Books

Brett Pierce
Beyond the Vapour Trail

Non-government agencies are a “fifth estate” in international politics. Governments like them during disasters, hate them at other times: they look at systemic causes of misery after treating the symptoms, then try to turn tables by empowering the helpless. 

Over 30 years, Brett Pierce has worked on this reversal, adapting World Vision’s child sponsorship program to local cultures. Now they reach 4.3 million children, in ways that spread benefits and avoid envy. When he started he was sliding into “fifteen years of chronic depression”. What he saw can’t have helped. Arriving in Sierra Leone, Pierce met a young man holding up arms minus hands. As a child, the man had been asked by rebel fighters: “Long sleeves or short sleeves?” In Mongolia, Pierce found abandoned toddlers amid the underground heating pipes of Ulaanbaatar.

In Soroti, eastern Uganda, he found schoolgirl Betty Alajo looking after her mother, Clere, who was dying of AIDS. Soon after, the cultish Lord’s Resistance Army attacked and took away Betty and other children. “The first time the children are told to kill, it’s often with a machete, and someone they know, like a relative,” Pierce writes. “That way the shame and horror begin to yield control of their minds. How could they ever consider returning home after that?”

This was Pierce’s low point. But a year later, Betty returned. She’d been out collecting food when the Ugandan army attacked the LRA camp, and had escaped through the bush. By then Clere had died; Betty joined her grandmother. A decade later we meet Betty, aged 21 with two children from an “unreliable” boyfriend. The book’s proceeds will help her build a house.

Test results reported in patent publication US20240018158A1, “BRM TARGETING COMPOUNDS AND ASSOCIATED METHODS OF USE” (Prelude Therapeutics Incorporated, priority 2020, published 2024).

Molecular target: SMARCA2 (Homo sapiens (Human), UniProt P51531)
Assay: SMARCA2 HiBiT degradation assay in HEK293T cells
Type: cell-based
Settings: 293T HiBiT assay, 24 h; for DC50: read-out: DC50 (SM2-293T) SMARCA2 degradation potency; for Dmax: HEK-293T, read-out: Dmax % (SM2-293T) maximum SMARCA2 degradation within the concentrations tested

“I can’t deal with every story that crosses my path with my emotions fully switched on,” Pierce says. But that bottled-up approach brought him and his marriage to his wife, Kathie, close to breakdown. She ordered him to go away and sort himself out. On a beach late one night in Timor-Leste he saw the tide turn, and felt the darkness leaving him. 

But this is far from a dirge, lightened as it is with glimpses of places such as Lesotho, Madang, Baku, Valparaíso, Batticaloa and Yerevan; of people such as squatters building shantytowns overnight on vacant hills around Lima, and Kenyan kids who walk to school past lions; of meals sometimes inviting, sometimes less so (deep-fried sandworms and spiders). An educative and unpretentious read.  JF

Transit Lounge, 272pp, $29.99

This article was first published in the print edition of The Saturday Paper on Nov 12, 2016 as "Brett Pierce, Beyond the Vapour Trail". Subscribe here.

Reviewer: JF

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